This article contains a description of the general structure of the pharmaceutical industry worldwide and the specific details of drug operations in the United Kingdom. The United Kingdom is of special interest because of its long standing and partially successful attempt to regulate drug prices. The government's inability to achieve total control is related to the competitive structure of capitalist economy, to the patent system that grants monopoly privileges to drug firms, and to the duplication of research efforts and waste of resources that push up drug costs. The pharmaceutical industry serves the needs of people poorly in developed countries; its impact on underdeveloped countries is much worse. In the Third World, nascent national companies and small local producers of drugs cannot compete with the huge multinationals; the patent system proves to be an imperfect mechanism for the transfer of medical science and technology; and the high cost of imported drugs determines the amount of health care governments can provide for the population. The multinational corporations are now global enterprises that integrate the production of chemicals for many different uses, drugs for human and animal consumption, fertilizers, pesticides, and food additives. Thus the multinationals affect agricultural production and animal husbandry in underdeveloped countries and thereby nutrition as well as the treatment of disease.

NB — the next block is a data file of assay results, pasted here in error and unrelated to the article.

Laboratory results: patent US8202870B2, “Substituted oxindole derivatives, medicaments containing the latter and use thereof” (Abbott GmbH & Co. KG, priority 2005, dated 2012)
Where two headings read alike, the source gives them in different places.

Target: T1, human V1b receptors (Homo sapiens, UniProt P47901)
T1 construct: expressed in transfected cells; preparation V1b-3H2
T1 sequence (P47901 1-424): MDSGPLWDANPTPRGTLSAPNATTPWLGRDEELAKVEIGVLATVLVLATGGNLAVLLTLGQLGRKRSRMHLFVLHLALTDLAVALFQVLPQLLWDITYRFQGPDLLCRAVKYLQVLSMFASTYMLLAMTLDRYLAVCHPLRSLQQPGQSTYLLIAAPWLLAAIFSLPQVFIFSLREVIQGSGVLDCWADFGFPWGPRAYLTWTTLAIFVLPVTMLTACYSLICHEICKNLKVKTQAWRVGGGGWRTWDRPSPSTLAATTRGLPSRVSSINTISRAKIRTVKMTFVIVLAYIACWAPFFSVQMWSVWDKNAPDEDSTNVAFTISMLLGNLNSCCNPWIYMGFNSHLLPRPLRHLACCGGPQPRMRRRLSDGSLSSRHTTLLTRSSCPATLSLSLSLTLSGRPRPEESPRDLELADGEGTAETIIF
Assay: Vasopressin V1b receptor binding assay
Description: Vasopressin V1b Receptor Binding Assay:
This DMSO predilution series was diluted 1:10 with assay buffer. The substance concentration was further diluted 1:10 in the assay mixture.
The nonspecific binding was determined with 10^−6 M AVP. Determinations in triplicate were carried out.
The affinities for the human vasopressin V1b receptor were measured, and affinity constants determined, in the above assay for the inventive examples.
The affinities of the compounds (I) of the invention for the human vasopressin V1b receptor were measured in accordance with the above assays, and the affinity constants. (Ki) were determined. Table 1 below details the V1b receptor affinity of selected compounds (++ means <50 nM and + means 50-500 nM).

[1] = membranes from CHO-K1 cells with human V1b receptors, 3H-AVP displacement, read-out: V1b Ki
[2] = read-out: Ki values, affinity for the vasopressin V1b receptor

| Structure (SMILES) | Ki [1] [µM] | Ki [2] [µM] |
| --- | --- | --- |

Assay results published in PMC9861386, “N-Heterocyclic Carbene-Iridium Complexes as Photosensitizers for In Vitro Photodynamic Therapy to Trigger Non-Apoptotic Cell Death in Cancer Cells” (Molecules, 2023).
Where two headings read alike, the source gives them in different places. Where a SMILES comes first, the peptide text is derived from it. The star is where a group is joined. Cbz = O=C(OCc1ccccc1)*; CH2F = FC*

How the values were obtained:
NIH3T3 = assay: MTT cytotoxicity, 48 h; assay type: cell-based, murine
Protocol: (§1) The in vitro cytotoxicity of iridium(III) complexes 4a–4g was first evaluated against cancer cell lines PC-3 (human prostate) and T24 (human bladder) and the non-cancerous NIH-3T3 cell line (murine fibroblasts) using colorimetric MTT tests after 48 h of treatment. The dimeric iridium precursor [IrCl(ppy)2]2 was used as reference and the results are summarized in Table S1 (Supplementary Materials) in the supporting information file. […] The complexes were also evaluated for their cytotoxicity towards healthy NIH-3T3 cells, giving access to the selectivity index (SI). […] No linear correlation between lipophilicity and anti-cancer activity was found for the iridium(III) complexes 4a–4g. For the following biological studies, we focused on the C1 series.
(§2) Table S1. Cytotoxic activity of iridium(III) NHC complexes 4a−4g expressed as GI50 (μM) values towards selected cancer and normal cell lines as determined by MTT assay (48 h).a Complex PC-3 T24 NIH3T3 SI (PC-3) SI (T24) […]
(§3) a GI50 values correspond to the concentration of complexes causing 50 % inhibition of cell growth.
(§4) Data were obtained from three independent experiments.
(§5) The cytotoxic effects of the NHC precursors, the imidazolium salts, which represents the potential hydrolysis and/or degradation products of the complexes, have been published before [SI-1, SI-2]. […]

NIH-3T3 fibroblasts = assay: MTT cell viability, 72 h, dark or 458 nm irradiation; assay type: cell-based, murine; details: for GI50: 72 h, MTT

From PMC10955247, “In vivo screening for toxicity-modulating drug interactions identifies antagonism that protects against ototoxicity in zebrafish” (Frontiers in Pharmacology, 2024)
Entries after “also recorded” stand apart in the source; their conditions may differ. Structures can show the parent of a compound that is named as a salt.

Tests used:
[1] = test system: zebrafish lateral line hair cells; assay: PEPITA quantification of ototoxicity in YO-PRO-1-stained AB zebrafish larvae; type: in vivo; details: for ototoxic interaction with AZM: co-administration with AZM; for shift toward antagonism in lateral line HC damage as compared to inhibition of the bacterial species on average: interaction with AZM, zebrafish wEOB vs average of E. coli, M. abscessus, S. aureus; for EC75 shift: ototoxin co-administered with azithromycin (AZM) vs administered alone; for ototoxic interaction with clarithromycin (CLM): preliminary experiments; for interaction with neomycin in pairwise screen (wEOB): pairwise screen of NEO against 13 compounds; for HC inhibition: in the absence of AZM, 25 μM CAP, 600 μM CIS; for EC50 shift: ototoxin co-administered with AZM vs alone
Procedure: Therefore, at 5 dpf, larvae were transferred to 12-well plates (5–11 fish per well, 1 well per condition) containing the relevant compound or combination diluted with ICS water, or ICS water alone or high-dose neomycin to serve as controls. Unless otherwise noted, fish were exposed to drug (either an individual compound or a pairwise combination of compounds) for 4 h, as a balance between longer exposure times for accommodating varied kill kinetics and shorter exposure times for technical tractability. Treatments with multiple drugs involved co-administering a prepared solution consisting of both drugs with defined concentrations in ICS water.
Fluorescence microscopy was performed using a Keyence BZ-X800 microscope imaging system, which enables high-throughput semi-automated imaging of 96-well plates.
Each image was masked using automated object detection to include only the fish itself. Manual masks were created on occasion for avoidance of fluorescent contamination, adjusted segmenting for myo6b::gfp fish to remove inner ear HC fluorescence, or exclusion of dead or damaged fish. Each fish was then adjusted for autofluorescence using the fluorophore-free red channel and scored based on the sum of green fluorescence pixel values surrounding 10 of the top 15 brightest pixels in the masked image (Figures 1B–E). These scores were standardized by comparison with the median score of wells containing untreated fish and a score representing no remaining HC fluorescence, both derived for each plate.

All Science Journal Classification (ASJC) codes
- Health Policy